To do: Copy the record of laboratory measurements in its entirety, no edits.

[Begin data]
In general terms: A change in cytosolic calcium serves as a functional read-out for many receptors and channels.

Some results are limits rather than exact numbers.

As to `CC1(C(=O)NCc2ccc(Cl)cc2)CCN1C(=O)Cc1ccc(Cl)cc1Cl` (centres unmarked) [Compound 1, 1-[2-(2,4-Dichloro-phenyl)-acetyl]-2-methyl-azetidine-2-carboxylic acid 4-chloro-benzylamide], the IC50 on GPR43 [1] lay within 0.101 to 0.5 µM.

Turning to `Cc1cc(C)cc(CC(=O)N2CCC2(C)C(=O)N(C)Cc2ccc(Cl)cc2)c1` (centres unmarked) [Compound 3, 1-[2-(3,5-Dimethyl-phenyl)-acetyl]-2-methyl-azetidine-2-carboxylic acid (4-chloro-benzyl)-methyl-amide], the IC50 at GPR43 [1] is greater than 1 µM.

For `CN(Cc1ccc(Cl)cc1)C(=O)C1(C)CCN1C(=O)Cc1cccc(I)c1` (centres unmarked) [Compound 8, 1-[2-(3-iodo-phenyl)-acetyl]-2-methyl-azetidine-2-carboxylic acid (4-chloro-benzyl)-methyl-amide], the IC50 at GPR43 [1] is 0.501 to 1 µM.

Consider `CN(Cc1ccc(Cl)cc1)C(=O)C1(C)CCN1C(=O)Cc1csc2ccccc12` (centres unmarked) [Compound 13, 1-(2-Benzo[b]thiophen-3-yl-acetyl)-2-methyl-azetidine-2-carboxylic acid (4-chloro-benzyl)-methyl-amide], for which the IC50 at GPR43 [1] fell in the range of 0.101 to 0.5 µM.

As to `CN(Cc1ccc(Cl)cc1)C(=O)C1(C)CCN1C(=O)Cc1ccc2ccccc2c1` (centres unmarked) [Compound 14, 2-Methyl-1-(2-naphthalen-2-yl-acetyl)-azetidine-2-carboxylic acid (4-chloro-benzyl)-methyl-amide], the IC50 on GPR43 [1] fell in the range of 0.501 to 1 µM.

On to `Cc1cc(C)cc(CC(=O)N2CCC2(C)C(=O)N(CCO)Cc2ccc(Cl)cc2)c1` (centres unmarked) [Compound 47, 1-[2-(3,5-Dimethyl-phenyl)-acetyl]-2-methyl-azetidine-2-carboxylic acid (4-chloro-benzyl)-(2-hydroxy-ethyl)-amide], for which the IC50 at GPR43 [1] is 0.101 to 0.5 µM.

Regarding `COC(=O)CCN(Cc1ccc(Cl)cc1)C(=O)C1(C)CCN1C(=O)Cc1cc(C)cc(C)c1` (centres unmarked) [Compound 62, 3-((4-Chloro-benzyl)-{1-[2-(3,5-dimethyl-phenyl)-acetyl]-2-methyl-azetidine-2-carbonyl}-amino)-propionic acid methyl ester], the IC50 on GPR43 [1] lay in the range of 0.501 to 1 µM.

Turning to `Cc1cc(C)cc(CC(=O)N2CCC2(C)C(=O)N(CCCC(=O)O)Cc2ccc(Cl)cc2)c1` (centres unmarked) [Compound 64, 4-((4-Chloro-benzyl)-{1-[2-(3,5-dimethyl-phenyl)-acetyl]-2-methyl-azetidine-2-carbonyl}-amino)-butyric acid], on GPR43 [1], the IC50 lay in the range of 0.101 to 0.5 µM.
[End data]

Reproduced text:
In general terms: A change in cytosolic calcium serves as a functional read-out for many receptors and channels.

Some results are limits rather than exact numbers.

As to `CC1(C(=O)NCc2ccc(Cl)cc2)CCN1C(=O)Cc1ccc(Cl)cc1Cl` (centres unmarked) [Compound 1, 1-[2-(2,4-Dichloro-phenyl)-acetyl]-2-methyl-azetidine-2-carboxylic acid 4-chloro-benzylamide], the IC50 on GPR43 [1] lay within 0.101 to 0.5 µM.

Turning to `Cc1cc(C)cc(CC(=O)N2CCC2(C)C(=O)N(C)Cc2ccc(Cl)cc2)c1` (centres unmarked) [Compound 3, 1-[2-(3,5-Dimethyl-phenyl)-acetyl]-2-methyl-azetidine-2-carboxylic acid (4-chloro-benzyl)-methyl-amide], the IC50 at GPR43 [1] is greater than 1 µM.

For `CN(Cc1ccc(Cl)cc1)C(=O)C1(C)CCN1C(=O)Cc1cccc(I)c1` (centres unmarked) [Compound 8, 1-[2-(3-iodo-phenyl)-acetyl]-2-methyl-azetidine-2-carboxylic acid (4-chloro-benzyl)-methyl-amide], the IC50 at GPR43 [1] is 0.501 to 1 µM.

Consider `CN(Cc1ccc(Cl)cc1)C(=O)C1(C)CCN1C(=O)Cc1csc2ccccc12` (centres unmarked) [Compound 13, 1-(2-Benzo[b]thiophen-3-yl-acetyl)-2-methyl-azetidine-2-carboxylic acid (4-chloro-benzyl)-methyl-amide], for which the IC50 at GPR43 [1] fell in the range of 0.101 to 0.5 µM.

As to `CN(Cc1ccc(Cl)cc1)C(=O)C1(C)CCN1C(=O)Cc1ccc2ccccc2c1` (centres unmarked) [Compound 14, 2-Methyl-1-(2-naphthalen-2-yl-acetyl)-azetidine-2-carboxylic acid (4-chloro-benzyl)-methyl-amide], the IC50 on GPR43 [1] fell in the range of 0.501 to 1 µM.

On to `Cc1cc(C)cc(CC(=O)N2CCC2(C)C(=O)N(CCO)Cc2ccc(Cl)cc2)c1` (centres unmarked) [Compound 47, 1-[2-(3,5-Dimethyl-phenyl)-acetyl]-2-methyl-azetidine-2-carboxylic acid (4-chloro-benzyl)-(2-hydroxy-ethyl)-amide], for which the IC50 at GPR43 [1] is 0.101 to 0.5 µM.

Regarding `COC(=O)CCN(Cc1ccc(Cl)cc1)C(=O)C1(C)CCN1C(=O)Cc1cc(C)cc(C)c1` (centres unmarked) [Compound 62, 3-((4-Chloro-benzyl)-{1-[2-(3,5-dimethyl-phenyl)-acetyl]-2-methyl-azetidine-2-carbonyl}-amino)-propionic acid methyl ester], the IC50 on GPR43 [1] lay in the range of 0.501 to 1 µM.

Turning to `Cc1cc(C)cc(CC(=O)N2CCC2(C)C(=O)N(CCCC(=O)O)Cc2ccc(Cl)cc2)c1` (centres unmarked) [Compound 64, 4-((4-Chloro-benzyl)-{1-[2-(3,5-dimethyl-phenyl)-acetyl]-2-methyl-azetidine-2-carbonyl}-amino)-butyric acid], on GPR43 [1], the IC50 lay in the range of 0.101 to 0.5 µM.